Additionally, I wanted to point out that you’re correct this might not be the best time for agents & publishers, but that really only applies to those who are married to the “old ways.” However, many of us are diligently working behind the scenes to put new business models into place, and to help keep our authors aware of all their publishing options.

      I know many people like to characterize agents as “running scared,” terrified for their jobs, and hovering on the brink of irrelevancy. But the truth is, those of us who have been in the business of “words” for many years have skills and interests that will never become irrelevant. It’s exactly the same for agents as it is for everyone else: we’ll either adapt or die. (Metaphorically, of course!)

      Thanks for the comment!

  32. Thanks for the encouragement! Just what I needed at 32,000 words and not counting (non-fiction).

  33. I got to my journal and I read certain entries….they remind me why I’m doing this and they remind me that I’ve pushed through difficult things before. 🙂

  34. Jennifer M says:

    I also began writing through my online journal community. I asked them point blank if I what I was writing was worth their time, their attention (two different things) and their interest. I’ve had many positive responses from people in many different walks of life. From an agnostic to a Jewish Bubbe, they all said to keep going!If what I write entertains, educates and uplifts my pie-chart of readers, then I think I have a chance. And as many here have said, I write because I love it! One of my technical advisors even liked what he was reading, and all I wanted from him was how to torch a mansion, so I was thrilled he got into the story too! (And in case you’re curious, kerosene is not an effective accelerant, add some oil and paper. This from a Hazmat expert)Several other advisors said the same thing. So I take my encouragement where and when it comes. To have people who do not know me ask me to keep writing is a real kick. I encourage everyone here to get a few opinions from people who have no emotional or professional connection to your writing. There is much to learn when you take your baby for a walk outside the box.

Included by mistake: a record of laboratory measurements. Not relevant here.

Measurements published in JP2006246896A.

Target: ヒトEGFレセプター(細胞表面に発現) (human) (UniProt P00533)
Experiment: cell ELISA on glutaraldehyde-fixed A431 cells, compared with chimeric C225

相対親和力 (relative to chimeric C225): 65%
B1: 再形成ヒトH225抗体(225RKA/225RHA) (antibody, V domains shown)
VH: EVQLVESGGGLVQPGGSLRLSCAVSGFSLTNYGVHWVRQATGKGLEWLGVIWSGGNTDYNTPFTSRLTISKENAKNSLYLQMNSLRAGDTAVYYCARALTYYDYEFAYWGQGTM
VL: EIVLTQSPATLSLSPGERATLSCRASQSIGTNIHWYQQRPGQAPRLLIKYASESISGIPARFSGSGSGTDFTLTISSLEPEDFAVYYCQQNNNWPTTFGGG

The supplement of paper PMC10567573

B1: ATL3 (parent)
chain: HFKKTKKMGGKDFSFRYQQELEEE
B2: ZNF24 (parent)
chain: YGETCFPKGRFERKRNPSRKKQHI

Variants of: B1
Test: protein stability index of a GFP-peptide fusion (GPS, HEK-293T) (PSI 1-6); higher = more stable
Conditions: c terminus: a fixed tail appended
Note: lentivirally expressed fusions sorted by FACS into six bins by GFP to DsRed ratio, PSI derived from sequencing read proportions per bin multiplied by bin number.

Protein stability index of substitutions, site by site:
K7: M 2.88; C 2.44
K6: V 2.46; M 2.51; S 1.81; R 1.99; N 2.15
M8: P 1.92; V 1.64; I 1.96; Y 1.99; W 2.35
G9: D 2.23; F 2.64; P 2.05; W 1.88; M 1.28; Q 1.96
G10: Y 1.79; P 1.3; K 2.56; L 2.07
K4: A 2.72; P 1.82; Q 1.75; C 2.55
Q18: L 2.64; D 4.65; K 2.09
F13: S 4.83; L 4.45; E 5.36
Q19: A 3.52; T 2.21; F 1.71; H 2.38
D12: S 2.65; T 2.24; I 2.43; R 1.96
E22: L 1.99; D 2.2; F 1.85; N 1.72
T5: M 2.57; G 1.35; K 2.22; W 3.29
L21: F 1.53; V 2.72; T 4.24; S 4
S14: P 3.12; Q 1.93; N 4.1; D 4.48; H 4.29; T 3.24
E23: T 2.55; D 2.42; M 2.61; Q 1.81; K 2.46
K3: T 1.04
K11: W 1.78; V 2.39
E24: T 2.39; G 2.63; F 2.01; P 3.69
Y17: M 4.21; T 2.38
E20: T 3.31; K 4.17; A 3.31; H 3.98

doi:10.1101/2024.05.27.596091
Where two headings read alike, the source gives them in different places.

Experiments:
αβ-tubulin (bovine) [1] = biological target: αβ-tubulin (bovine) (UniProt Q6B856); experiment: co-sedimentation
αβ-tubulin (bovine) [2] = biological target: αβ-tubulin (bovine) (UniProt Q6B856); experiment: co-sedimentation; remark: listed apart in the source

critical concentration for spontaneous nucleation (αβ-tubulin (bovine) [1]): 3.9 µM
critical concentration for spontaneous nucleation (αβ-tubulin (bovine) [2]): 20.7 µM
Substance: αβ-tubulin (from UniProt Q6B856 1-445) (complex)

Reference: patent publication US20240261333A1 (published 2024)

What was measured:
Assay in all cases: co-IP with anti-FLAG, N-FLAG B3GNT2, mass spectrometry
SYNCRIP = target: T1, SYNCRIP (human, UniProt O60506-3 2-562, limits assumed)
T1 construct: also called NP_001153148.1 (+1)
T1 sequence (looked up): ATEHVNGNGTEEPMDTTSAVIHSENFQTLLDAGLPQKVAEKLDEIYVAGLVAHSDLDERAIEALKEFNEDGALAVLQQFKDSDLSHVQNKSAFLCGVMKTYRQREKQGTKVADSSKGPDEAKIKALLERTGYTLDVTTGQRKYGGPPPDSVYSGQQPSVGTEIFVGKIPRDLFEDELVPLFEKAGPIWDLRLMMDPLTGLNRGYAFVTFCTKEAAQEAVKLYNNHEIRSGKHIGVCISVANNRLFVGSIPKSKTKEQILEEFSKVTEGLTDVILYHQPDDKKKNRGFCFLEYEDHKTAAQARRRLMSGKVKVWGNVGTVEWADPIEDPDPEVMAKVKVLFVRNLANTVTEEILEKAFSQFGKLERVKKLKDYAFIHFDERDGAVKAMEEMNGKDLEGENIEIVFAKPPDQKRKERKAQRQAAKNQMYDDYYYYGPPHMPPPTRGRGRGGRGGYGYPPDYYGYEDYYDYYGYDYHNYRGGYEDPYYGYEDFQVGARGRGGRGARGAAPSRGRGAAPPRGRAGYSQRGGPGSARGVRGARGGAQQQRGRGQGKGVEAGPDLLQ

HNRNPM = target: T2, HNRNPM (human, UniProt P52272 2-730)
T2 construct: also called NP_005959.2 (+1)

35. When I get discouraged, I look up. I ask God for guidance and try to make sure I am on the right track. Prayer, Bible study, surrounding myself with positive people and staying informed with sources like this blog also help.

  36. TC Avey says:

    Being discouraged takes too much time and energy and I don’t have any extra to spare. I’m not saying I don’t get down occasionally, just that I don’t allow myself to wallow in it. If I need a day off, I take A DAY OFF, not more.